COVID-19 pandemic has taken the world in its grip. Caused by a new strain of Coronavirus called SARS-CoV-2, this pandemic is now a major medical threat in almost all countries of the world. Primarily causing acute respiratory illness with pneumonia, it can lead to organ damage and death in severe cases. People of certain categories are more at risk. These include pregnant women, the newborn, and the elderly. Patients with pre-existing problems like diabetes mellitus, hypertension, cardiovascular, chronic lung and chronic kidney disease are particularly susceptible to COVID-19 infection and are likely to have a more severe illness.
Serious cases of COVID-19 are showing adverse effects on kidneys. So, people who already have impaired kidney functions and need regular haemodialysis are particularly vulnerable. In SARS and MERS-CoV infections, acute kidney injury occurred in 5 to15 percent cases and carried a 60 to 90 percent mortality rate. Early reports of COVID-19 suggested 3 to 9 percent incidence of Acute Kidney Injury. But recent reports show a more alarming picture. A study of 59 COVID-19 patients found that about two-thirds of patients developed a massive protein leak in urine during their hospital stay.
“Unlike other at-risk individuals, these patients do not have the ability to stay at home and not interact with others. Despite being high risk since they must travel to dialysis centers 2-3 times every week. This significantly increases the risk of transmission of infection, to patients themselves, family members, medical staff and facility workers, and all others,” says Prof Vivekanand Jha, Executive Director, George Institute for Global Health India and President of the International Society of Nephrology.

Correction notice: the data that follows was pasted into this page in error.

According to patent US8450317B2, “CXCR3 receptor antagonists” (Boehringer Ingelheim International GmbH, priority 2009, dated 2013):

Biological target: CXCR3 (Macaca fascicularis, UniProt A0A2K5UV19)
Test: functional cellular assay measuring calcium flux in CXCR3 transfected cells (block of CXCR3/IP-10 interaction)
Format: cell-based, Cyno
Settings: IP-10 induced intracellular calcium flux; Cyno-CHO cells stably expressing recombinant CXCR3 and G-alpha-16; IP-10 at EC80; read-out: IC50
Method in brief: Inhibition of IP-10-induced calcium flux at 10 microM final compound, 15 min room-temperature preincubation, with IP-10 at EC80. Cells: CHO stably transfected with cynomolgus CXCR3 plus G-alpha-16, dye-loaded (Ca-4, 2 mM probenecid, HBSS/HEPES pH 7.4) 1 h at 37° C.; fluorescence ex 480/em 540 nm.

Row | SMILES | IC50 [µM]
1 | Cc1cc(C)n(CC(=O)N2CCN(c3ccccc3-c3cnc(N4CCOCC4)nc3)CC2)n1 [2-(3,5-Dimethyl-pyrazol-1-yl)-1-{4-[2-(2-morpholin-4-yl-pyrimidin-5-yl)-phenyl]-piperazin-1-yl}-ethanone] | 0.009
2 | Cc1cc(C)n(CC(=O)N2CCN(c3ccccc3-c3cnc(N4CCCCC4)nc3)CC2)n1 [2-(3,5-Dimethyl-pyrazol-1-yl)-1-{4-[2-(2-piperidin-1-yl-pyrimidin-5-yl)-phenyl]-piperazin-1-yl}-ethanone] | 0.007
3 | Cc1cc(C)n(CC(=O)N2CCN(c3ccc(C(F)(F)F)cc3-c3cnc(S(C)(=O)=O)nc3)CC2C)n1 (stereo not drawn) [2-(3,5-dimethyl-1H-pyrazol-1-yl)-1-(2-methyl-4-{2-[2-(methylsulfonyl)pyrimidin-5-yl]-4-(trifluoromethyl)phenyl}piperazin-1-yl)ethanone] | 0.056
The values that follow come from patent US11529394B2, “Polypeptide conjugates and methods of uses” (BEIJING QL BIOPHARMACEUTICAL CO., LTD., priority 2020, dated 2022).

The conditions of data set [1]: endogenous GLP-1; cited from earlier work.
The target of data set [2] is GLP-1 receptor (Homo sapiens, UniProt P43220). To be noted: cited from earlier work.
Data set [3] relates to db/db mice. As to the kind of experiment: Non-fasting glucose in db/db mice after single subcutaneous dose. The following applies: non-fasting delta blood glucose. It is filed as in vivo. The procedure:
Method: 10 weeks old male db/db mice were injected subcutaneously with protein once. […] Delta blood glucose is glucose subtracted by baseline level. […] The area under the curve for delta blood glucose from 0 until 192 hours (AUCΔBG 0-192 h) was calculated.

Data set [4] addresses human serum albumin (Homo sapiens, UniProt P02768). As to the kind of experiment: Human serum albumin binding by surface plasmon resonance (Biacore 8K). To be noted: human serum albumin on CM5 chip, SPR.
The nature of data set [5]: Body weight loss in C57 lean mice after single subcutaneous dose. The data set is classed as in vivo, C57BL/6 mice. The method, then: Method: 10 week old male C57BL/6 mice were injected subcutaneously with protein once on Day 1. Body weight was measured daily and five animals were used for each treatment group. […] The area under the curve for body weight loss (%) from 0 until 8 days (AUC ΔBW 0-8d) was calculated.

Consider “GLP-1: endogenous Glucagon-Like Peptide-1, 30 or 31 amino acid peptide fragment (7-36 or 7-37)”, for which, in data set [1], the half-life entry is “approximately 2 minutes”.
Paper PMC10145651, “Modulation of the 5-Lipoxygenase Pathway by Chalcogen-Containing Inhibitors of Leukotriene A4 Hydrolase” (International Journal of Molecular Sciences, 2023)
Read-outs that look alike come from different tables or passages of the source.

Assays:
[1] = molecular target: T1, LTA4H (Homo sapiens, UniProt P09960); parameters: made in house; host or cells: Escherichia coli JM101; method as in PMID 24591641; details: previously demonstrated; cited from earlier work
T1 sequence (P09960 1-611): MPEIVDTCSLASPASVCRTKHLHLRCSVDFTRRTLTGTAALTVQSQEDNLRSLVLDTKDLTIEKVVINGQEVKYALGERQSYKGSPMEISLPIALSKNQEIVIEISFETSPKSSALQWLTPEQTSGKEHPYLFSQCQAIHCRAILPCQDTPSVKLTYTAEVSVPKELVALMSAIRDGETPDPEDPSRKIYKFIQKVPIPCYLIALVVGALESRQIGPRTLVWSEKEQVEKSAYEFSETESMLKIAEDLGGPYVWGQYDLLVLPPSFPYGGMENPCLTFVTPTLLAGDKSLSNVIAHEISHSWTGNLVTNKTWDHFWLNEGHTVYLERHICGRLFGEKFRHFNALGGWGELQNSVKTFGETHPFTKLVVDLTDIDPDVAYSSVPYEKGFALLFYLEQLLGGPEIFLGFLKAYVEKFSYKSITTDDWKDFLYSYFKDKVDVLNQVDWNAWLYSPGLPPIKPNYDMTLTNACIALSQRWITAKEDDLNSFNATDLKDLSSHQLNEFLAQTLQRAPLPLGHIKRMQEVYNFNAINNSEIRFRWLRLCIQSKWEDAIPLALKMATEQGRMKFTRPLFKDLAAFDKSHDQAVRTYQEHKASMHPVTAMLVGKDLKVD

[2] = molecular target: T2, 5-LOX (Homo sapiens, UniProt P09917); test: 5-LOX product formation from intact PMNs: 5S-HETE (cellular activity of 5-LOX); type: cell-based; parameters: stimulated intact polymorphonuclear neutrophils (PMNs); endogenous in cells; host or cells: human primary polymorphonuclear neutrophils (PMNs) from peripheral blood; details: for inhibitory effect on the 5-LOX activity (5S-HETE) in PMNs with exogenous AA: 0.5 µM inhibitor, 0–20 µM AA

According to a paper entitled “The Novel Coronavirus 2019 epidemic and the Kidneys”, patients dependent on dialysis, and their family members need to strictly follow the precautions to stay safe from COVID-19. For patients on dialysis suspected to have been in contact with COVID-19, treatment should be carried out according to strict protocols. All efforts need to be made to minimize risk to other patients and healthcare personnel.
The directions mentioned in the paper include strategies of managing COVID-19 in patients on dialysis, recommended facility and staff management practices, proper management strategies for such patients, and recommendations for their family members and caregivers. All these recommendations, precautions, and protocols may help in the prevention of COVID-19 in patients with kidney disease, and better management if they catch the infection.
Check out The Novel Coronavirus 2019 epidemic and the Kidneys to know the best preventive measures and management protocol for COVID-19 in people with Kidney disease.